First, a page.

• sunken electrodes to EDM and elec­tric machine commutators,

  • secondary rafinators, linings and an­odes for electrolysis of metals.

A choice of proper graphite kind for specified application is connected with specialist knowledge as regards its parameters and internal structure. It happens very often that graphite suitability, except physical parameters, depends on factors connected with specificity of production process, kind of precursor and impregnates used.

 

 

Expanded graphite

 

 

The manufacturing technology of this material was worked out relatively recently. It consists in fragmentation of graphite crystals into single graphene layers and blending it in homogeneous structure, most often in the form of foil. In the production process the precise milling lines are used which guarantee the dimensions and density stability in the whole mass what in consequence has decisive influence on the quality of various types of final products.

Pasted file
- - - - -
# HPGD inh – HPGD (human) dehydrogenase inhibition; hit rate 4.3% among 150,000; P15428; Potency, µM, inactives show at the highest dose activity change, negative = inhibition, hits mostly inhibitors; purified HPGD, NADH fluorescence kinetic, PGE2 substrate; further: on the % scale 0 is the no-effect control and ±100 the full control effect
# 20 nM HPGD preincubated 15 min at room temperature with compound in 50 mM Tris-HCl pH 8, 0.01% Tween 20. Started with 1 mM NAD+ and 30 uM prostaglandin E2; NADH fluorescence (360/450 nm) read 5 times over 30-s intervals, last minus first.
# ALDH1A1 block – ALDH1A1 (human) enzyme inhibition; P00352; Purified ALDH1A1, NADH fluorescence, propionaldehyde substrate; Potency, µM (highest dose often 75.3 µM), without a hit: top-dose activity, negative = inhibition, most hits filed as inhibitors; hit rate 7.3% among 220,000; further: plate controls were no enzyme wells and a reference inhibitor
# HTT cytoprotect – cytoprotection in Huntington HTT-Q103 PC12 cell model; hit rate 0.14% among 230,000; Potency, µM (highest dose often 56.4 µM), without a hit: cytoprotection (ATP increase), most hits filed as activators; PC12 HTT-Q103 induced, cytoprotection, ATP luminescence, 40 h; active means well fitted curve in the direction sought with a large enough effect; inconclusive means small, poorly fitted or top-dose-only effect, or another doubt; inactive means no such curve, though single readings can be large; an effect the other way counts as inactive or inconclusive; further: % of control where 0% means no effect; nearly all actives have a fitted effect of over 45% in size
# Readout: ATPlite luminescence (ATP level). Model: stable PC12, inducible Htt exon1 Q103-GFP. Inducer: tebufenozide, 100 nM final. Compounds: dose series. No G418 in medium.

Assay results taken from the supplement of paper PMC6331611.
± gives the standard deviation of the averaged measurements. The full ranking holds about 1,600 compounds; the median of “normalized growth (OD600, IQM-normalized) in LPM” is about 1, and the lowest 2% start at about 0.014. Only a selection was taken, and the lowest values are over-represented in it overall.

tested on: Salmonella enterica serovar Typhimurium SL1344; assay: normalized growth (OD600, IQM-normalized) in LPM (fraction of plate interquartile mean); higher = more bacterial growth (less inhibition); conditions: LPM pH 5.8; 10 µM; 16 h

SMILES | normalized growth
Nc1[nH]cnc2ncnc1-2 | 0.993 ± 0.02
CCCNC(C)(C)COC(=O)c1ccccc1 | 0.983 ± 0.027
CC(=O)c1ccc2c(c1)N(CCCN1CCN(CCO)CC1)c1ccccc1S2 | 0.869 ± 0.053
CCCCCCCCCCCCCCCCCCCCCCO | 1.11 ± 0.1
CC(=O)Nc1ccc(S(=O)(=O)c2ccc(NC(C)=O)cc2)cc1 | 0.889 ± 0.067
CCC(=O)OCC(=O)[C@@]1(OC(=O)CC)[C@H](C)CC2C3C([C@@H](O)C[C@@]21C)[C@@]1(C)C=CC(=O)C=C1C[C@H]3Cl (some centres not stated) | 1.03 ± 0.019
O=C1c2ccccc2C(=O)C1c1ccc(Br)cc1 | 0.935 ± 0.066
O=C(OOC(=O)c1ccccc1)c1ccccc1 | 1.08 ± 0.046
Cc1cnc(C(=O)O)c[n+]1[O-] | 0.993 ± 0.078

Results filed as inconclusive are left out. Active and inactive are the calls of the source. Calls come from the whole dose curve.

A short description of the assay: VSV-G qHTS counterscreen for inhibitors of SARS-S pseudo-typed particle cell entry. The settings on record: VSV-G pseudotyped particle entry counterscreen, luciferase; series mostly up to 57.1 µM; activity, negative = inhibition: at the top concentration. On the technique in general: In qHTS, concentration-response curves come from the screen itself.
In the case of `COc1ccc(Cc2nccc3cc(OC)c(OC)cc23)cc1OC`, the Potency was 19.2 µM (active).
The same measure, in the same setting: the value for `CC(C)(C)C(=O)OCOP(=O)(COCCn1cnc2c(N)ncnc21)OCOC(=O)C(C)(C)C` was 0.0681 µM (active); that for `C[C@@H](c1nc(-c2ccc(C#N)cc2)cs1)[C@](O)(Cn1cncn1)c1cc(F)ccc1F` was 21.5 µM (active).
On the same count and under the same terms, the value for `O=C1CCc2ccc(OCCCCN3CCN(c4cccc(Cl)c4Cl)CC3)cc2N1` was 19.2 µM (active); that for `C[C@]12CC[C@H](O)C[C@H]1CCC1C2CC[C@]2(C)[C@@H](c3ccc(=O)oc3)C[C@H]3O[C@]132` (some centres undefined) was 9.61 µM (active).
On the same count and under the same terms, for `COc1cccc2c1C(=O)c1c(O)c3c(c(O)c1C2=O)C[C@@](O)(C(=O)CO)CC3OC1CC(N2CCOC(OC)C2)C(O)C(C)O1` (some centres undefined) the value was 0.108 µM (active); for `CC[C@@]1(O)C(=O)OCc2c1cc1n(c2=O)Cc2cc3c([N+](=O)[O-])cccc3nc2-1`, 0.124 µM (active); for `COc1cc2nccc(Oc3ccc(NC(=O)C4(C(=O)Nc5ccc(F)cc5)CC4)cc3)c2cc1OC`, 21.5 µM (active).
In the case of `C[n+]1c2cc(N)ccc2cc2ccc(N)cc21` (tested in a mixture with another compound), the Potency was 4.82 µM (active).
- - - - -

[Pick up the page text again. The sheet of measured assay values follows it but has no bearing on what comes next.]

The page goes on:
The products made of flexible graphite, as plates, seals and stuff­ing-box packings are intended for technical seals of the highest param­eters, working mainly in power engi­neering and industry systems under a pressure up to 1000 bar. The flexible graphite is also used for manufactur­ing other seals, such as sealing tapes, spiral and multi-edge seals, packing rings of GDR type for industry fittings, flat seals in flange connections, var­ious kinds of formed seals as well as seals for automotive industry.

Temperature resistance of pure graphite foil is above 2000°C which is the reason why this material is used also for high temperature elements in industrial furnaces, electrical contacts and heating electrodes in vacuum furnaces as a flexible and at the same conductive refractory material. Pro­duction volume of materials made of flexible graphite is continuously grow­ing and now it exceeds 200 thousand tonnes per year. This constitutes about 10% of total graphite products consumption in industry..